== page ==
Stand Your Ground laws were bad enough when I started writing about them several years ago, but unfortunately, they’ve actually gotten worse. More recent variations of such bills, like the one recently introduced in Missouri, not only allow shooters to claim self-defense for dubious reasons, but they mandate that police assume every shooter is acting in self-defense, making prosecutors provide “clear and convincing evidence” to the contrary at a pretrial conference before they can even press charges. Since this rests upon the subjective state of mind of the shooter, it essentially puts authorities in the position of proving what a shooter is thinking prior to arresting people for murder.
Supporting this bill have been people like Mark McCloskey and his wife, both of whom rose to infamy in June 2020 when they stood outside their home and pointed their guns at peaceful protestors marching in a Black Lives Matter parade. The two pled guilty to misdemeanor charges for this menacing act, but were later pardoned by Missouri Governor Mike Parson, and Mark McCloskey is now even running for Senator. because I guess that’s what you do in Missouri if you’re an unhinged trigger-happy, racist white American who feels a need to shoot those with a darker complexion simply for exercising their Constitutional rights to protest police brutality. (It’s amazing how selective gun advocates are when it comes to their interpretation of Constitutional rights.)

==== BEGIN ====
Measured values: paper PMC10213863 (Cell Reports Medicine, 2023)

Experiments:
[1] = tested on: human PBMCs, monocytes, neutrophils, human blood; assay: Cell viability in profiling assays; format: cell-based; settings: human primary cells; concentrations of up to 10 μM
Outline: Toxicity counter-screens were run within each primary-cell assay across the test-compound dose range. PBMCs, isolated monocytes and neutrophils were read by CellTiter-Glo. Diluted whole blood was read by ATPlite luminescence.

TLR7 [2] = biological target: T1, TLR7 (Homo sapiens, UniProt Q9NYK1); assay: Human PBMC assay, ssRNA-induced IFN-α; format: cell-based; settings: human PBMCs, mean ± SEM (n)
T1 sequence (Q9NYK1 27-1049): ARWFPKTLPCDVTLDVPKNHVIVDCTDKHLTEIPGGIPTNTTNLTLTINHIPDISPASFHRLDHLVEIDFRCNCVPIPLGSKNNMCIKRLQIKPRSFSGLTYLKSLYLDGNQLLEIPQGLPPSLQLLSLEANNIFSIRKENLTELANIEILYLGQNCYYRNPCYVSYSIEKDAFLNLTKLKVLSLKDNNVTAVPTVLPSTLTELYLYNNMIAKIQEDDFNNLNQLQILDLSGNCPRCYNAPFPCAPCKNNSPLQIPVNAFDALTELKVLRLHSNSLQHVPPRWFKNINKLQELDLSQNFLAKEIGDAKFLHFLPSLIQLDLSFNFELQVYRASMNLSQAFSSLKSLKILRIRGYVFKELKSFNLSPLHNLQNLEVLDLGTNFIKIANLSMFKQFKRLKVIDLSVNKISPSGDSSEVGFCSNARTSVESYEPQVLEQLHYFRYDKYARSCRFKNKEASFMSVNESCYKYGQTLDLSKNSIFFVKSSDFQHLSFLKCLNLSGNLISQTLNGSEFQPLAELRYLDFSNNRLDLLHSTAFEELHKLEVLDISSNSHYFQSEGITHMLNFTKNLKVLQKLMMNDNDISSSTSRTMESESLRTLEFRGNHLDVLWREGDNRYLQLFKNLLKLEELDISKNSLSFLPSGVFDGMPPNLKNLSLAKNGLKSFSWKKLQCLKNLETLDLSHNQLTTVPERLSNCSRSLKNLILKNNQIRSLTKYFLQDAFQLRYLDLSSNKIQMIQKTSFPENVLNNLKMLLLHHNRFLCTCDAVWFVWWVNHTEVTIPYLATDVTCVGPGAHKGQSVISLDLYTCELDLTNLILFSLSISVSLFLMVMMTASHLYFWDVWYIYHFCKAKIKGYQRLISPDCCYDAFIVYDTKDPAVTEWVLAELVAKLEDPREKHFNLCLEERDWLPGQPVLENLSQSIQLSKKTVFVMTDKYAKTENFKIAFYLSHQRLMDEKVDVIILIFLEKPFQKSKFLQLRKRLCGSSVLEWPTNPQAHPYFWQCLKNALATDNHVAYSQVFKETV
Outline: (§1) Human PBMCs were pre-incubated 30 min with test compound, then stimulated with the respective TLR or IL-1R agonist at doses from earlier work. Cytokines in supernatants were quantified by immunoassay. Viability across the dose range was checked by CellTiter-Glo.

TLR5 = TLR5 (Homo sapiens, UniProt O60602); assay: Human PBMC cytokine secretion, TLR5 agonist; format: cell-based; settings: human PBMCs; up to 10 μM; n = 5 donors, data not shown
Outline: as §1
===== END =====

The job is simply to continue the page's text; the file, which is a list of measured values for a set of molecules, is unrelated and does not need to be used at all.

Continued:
Thankfully, in the latest particular instance, Missouri’s murder-and-get-away-with-it law was defeated. Stating the obvious, Missouri Senator Brian Williams says: “Encouraging people to use guns to solve conflict is not how we do things in this state, and we should not enable laws that do that. That’s exactly what [bills like these are] promoting.”
Such legislation also perpetuates the myth that guns are a practical tool for self-defense. In truth, guns HAVE NEVER BEEN practical nor effective in cases of true self-defense. They are an offensive weapon, not a defensive one.